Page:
In contrast to Traditional Efficacy DBRCTs, Randomized Controlled Trials (RCTs) relate to pragmatic efficacy because they are designed to evaluate drugs in the “real world” on a large patient population. RCTs also provide the opportunity to address issues faced by patients and healthcare professionals on a daily basis. Ironically, these advantages unique to RCTs – especially when the myriad of Covid-19 variables are taken into account – are the same reasons the NEMLC based its recommendation on.

A video exploring the null hypothesis that ivermectin has no effect on Covid-19 is incorporated under this article. The video provides further information to support Aldous’ argument. – Nadya Swart

Ivermectin: why the scientific evidence required by regulatory authorities is inappropriate in the event of a pandemic

By Professor Colleen Aldous *

Regulatory authorities have consistently recommended that ivermectin not be deployed, have the potential to save lives, reduce illness and hospitalizations, and not cause harm. They ignore all current scientific evidence and are waiting for a single large, double-blind randomized controlled trial (DBRCT) to provide absolute proof of the impact of ivermectin.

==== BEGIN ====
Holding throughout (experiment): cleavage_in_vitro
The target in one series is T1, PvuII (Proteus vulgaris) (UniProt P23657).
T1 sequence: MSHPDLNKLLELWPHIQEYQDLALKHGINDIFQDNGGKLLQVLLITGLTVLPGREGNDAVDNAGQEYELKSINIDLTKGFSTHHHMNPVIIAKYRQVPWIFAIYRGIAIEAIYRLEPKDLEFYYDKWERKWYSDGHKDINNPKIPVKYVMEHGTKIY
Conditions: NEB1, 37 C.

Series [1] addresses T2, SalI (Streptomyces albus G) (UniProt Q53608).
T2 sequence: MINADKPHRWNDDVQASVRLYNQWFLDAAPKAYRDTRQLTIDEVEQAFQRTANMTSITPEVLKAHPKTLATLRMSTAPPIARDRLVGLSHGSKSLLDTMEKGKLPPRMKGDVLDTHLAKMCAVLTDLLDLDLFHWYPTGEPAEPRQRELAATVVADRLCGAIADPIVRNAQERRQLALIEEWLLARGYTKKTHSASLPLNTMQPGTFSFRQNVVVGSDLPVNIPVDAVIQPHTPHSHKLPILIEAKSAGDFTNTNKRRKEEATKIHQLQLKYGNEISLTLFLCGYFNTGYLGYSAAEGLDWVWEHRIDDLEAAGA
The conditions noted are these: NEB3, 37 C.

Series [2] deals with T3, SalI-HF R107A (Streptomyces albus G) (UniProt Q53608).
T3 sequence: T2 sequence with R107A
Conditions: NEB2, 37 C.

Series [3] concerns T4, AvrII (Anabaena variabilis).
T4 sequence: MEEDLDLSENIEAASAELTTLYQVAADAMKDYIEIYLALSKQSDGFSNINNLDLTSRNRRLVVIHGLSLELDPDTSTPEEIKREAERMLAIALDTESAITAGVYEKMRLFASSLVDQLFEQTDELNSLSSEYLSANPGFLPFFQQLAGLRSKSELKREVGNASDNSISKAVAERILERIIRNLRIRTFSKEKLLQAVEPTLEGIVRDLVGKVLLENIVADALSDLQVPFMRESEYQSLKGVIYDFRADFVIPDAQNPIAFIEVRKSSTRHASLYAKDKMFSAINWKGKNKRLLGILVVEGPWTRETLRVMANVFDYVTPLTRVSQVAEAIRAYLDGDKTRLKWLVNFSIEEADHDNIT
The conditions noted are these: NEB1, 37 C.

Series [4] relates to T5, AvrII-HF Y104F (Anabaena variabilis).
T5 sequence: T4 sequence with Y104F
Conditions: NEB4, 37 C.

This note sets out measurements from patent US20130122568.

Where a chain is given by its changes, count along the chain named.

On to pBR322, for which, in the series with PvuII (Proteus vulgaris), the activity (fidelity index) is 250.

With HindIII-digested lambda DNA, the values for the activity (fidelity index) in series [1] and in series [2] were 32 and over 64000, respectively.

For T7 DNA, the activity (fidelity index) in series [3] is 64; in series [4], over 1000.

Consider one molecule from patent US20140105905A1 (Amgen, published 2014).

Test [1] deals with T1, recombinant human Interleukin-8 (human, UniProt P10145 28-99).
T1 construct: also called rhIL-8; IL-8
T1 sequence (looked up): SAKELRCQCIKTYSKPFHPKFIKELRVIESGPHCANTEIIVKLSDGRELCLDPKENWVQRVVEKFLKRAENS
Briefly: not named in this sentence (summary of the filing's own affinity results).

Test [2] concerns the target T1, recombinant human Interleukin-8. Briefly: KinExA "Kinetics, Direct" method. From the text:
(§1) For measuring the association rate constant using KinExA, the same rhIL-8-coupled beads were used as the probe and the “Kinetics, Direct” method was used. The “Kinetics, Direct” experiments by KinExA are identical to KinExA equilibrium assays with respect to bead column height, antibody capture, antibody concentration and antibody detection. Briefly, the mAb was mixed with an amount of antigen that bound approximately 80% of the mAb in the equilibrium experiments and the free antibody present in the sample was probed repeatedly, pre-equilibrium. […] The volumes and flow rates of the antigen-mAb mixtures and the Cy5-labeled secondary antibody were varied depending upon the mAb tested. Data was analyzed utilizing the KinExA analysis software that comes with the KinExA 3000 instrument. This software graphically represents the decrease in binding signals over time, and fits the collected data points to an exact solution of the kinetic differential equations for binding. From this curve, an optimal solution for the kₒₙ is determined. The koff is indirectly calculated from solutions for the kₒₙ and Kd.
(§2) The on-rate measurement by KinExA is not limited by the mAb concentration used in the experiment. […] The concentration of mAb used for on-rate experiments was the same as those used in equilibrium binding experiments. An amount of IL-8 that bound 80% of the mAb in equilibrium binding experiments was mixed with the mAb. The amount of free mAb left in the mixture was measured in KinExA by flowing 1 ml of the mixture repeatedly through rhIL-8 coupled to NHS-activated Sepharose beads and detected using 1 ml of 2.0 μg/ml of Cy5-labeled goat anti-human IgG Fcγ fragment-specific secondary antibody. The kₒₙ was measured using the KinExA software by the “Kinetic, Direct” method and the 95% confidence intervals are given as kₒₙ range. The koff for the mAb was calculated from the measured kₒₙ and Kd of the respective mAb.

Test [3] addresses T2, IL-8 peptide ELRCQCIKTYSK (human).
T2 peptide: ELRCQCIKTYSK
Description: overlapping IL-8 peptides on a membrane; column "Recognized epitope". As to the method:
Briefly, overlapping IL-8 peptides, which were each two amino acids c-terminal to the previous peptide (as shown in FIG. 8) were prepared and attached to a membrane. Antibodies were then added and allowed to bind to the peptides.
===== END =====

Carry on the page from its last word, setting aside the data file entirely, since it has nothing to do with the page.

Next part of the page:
This narrow focus goes against the evidence-based medicine (ebm) that was defined, by ebm’s father David Sackett1, as “the conscientious, explicit and judicious use of the best current evidence in making decisions about the care of each patient”.

One problem with a large DBRCT is that if this is to be the only evidence that regulators rely on to make a decision, we could completely lose the potential of ivermectin. If a study – such as the Together trial and the Principle trial currently underway at the University of Oxford – is unable to show statistical significance because too low a dose of ivermectin was used on the strain Delta responds better to higher doses, the regulatory authorities will throw out the baby with the bathwater and the ivermectin will be off the table.